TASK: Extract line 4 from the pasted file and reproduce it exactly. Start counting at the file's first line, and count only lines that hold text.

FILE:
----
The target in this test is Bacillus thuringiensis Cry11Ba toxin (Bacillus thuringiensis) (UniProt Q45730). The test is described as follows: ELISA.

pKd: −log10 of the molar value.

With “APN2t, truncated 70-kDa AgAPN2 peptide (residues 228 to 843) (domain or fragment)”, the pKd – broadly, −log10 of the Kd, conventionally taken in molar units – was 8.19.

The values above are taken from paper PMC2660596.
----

The values above are taken from paper PMC2660596.